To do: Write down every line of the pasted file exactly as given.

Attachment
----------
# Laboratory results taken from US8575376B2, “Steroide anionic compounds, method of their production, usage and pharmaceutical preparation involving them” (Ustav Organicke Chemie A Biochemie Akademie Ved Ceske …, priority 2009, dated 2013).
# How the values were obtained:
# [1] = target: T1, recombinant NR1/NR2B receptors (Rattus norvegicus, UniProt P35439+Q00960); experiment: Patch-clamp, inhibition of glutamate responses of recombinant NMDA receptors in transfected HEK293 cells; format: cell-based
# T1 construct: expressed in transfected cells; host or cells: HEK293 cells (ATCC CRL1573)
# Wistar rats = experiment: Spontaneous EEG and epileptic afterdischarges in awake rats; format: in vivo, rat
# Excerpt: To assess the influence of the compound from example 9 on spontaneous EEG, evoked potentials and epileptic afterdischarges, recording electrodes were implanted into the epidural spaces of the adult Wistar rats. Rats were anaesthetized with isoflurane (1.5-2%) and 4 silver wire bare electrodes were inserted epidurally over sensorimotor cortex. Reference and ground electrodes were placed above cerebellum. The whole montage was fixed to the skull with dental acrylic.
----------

# Laboratory results taken from US8575376B2, “Steroide anionic compounds, method of their production, usage and pharmaceutical preparation involving them” (Ustav Organicke Chemie A Biochemie Akademie Ved Ceske …, priority 2009, dated 2013).
# How the values were obtained:
# [1] = target: T1, recombinant NR1/NR2B receptors (Rattus norvegicus, UniProt P35439+Q00960); experiment: Patch-clamp, inhibition of glutamate responses of recombinant NMDA receptors in transfected HEK293 cells; format: cell-based
# T1 construct: expressed in transfected cells; host or cells: HEK293 cells (ATCC CRL1573)
# Wistar rats = experiment: Spontaneous EEG and epileptic afterdischarges in awake rats; format: in vivo, rat
# Excerpt: To assess the influence of the compound from example 9 on spontaneous EEG, evoked potentials and epileptic afterdischarges, recording electrodes were implanted into the epidural spaces of the adult Wistar rats. Rats were anaesthetized with isoflurane (1.5-2%) and 4 silver wire bare electrodes were inserted epidurally over sensorimotor cortex. Reference and ground electrodes were placed above cerebellum. The whole montage was fixed to the skull with dental acrylic.